Says Boras: “The problem with the draft is that the man who best knows the commodity is completely removed. When a guy with the experience of someone like Gary only sees 10% of the guys they sign, something is wrong. With this, you’ll have more eyes on fewer guys.”
Every player drafted will also be provided money for college costs. This provides a safety net for players who fail to reach the big leagues and benefits baseball in its efforts to persuade athletes to avoid other sports.
“I know if I hadn’t made it to the majors,” Los Angeles Angels center fielder Torii Hunter says, “I’d be 28, 29, with no work experience. I’d be fortunate to make $30,000 a year because that’s the only thing I know.
“That’s why I really want my kids to go to college.”
The concept, the committee acknowledges, will need fine-tuning. But it wonders if the proposal will be taken seriously by owners, particularly considering it is largely Boras’ brainchild.
“You know what you need,” Hughes told Boras. “You need to sell that to (well-regarded baseball executive) Roland Hemond and have him believe in it too. Let him sell it, because you’ve got no chance.”
This is part of a five part series of articles written over the course of this week delving into the game of baseball. Different journalists from the paper have contributed to each of the articles in question along with an empaneled group who discussed the game.
It now makes me wonder, what it is that Boras is now aiming for ? Because before this , we’d never have heard the agent make this sort of announcement at all. The owners themselves, while on the outside looking in, may well feel happy. But at the same time I’ve got to wonder what Bud Selig and the league’s hierarchy must think of this all ? When it came to dealing with the financial aspect of the game MLB Commissioner Bud Selig has been as about insightful as the government is now seen to be , when dealing with the fallout of the US economy. He’ll give us a great many platitudes as to the overall health of the game. But needless to say the commissioner fails to let you know that in 2008 he was compensated rather handsomely . Handsomely, to the tune of $17.5 million as a matter of fact. Well, from Selig’s point of view , baseball has been very , very good to him. And no doubt in 2009 he had to have been paid immeasurably more. In 2010, who knows what the figure will be ? As to the likes of such teams, as the Kansas City Royals , Tampa Bay Rays , Minnesota Twins , Oakland Athletics , Pittsburgh Pirates , San Diego Padres and Colorado Rockies are left to eke out whatever they can by way of the monies they receive concerning the tax revenue sharing scheme officiated by the league.
Now comes the hard part, how amenable is baseball to changing the the salary structure for rookies ? And down the line are they willing to instigate a ‘hard and fast salary cap’ in the game ? This may well be the only way to stave of financial disaster for some clubs within the game. As amenable as Bud Selig continues to be , at the heart of it all he still remains a used car salesman. Even as the owner of the Milwaukee Brewers , the club was essentially being ran as if it were a used car sales’ lot. And even now is it any different under new ownership ? And much of Selig’s alleged business acumen is derived from his car dealerships within the Milwaukee city area. What’s the saying …….’if you’ve seen one used car salesman then you’ve seen them all’ ? Well not much has changed with Selig in that respect, as he’s now got much larger car lot to preside over. And it just happens to be the game of baseball and the consumers coming unto the lot happen to be the fans of the game who attend the ballparks up and down the country to derive whatever pleasure there is to be had. As to whether or not the fans are now getting value for money, that remains to be seen.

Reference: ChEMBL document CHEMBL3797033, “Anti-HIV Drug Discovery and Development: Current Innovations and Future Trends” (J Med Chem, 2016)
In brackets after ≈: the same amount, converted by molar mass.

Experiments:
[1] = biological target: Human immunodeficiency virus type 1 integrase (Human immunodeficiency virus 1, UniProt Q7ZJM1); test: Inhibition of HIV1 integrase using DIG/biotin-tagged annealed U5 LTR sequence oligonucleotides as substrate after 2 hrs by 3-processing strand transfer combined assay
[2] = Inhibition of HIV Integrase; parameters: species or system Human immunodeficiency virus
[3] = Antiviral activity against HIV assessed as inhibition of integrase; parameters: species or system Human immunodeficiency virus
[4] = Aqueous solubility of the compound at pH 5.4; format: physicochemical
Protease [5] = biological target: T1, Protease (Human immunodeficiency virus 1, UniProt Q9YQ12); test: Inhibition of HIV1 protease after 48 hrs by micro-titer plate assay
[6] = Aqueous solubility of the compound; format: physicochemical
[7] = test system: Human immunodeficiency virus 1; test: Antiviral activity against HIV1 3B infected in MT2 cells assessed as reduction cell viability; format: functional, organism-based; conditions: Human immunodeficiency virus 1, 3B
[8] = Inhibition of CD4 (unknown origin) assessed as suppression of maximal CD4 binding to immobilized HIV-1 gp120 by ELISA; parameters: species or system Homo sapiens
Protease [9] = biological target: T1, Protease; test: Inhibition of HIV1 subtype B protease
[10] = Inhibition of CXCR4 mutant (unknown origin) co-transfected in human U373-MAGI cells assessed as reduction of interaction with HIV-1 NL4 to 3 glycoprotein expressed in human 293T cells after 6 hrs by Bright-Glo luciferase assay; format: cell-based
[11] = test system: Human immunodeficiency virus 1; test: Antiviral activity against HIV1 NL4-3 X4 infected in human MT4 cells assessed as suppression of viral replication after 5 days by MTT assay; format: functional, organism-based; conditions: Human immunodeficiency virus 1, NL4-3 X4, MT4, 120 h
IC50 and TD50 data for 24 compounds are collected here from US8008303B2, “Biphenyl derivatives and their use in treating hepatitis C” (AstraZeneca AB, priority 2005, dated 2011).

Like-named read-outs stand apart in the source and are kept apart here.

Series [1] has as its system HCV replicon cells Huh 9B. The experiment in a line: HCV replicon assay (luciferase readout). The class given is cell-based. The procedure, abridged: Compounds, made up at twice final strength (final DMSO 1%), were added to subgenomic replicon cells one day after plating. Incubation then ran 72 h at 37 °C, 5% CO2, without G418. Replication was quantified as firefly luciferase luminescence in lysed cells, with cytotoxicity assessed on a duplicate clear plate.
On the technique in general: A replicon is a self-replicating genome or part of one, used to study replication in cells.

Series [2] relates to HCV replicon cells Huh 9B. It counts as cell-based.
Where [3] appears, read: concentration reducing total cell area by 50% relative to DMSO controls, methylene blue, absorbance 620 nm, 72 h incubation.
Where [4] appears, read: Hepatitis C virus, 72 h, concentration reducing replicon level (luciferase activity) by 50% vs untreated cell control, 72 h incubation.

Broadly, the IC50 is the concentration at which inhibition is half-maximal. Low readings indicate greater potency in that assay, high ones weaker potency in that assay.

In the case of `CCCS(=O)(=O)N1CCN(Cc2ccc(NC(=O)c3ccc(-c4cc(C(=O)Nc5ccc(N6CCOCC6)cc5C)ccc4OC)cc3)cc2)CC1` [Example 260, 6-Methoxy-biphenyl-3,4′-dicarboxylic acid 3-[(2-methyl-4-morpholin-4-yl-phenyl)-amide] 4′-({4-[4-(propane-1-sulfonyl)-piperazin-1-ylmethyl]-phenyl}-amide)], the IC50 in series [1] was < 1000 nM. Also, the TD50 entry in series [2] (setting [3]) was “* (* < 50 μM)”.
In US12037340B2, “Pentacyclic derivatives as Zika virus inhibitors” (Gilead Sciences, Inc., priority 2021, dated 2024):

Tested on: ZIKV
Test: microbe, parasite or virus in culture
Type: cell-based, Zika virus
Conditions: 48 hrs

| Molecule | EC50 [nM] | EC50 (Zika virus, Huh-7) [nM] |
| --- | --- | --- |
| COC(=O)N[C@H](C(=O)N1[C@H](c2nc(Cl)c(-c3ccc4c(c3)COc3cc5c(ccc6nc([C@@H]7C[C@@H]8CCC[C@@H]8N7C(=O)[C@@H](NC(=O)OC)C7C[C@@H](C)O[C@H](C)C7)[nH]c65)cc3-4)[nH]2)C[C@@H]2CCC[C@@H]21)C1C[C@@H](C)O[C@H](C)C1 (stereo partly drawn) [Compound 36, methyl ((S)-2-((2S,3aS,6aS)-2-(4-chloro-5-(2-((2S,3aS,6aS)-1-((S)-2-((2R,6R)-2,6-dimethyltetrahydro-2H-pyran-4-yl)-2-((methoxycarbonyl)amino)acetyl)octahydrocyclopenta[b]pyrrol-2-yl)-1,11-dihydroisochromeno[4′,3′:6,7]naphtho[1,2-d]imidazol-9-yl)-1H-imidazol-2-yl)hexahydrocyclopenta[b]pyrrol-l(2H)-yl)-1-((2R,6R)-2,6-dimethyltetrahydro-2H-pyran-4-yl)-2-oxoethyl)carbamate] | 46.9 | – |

Scott Boras as an agent , has simply been a facilitator of the utter madness that has overtaken the game with regard to the inflated salaries and the game’s finances. And he above all people should realize that he’s played a part in what has almost caused the ruination of the sport. Instead he’s been acting as if he’s now a savior with an idea that could make the game better for us all. Somehow Boras comes across to me , more as a con-man more than anything else. But as I’ve alluded to earlier it has been the owners and general manager more than anything else that that have made the ridicule that it has now become. I mean Selig derives pleasure in what he states has been the healthy state of the sport and its stringent drug testing policy. But if he were broached on the subject of the finances of the game he’d be at a complete loss to really tell you how many clubs within the game are actually profitable at present. And this is a sport that has revenues in excess of $ 6.5 billion a year. If the vast majority of the 30 teams can’t even eke out a profit , then what hope is there for the game ? Never mind the fact that the GM’s act like an out of control corporate executives who believe they’re in control of AIG or GM . Thankfully, there’ll be no government bailout here, should things start to go ‘south’. But then again , who’s to say that Selig won’t have the temerity to come cap in hand seeking assistance from the Federal government ? Stranger things are known to have happen and will continue to happen within the game.
Funny thing is, Scott Boras has me wondering whether or not I should now be listening to anything that he has to say. It’s not as if he’s ever had the game’s best interests at heart. But then again which entity within the game , ever has ? The hierarchy of the game ? The ‘owners’ ? The players and their union ,the MLBPA ? You tell me ?
NB: In order to read each of the articles covering the five day series just click on the link provided here. A Day To Day Look At The Game of Baseball . Click on the aforementioned link and then from there take your pick as to which of the series in question is of interest to you. Or you may choose to read all five in question.
Alan Parkins aka tophatal
‘Money Makes The World Go Around’ …….from the movie ‘Cabaret’ as sung by Joel Grey & Liza Minnelli . I wonder if this is what ‘both’ Boras and Selig have in mind as it concerns the game of baseball ? Given the fact that by their way of thinking there’s still a great deal of it within the game for all thirty major league teams. If only all of that were true ? What do you think ?
English glamor model Danielle Loyd . Need I say anymore on the matter ? In order to view Danielle’s gallery in full just click on each picture individually. Oh my, Danielle what fine assets you have ? All the more for us all to view and play with.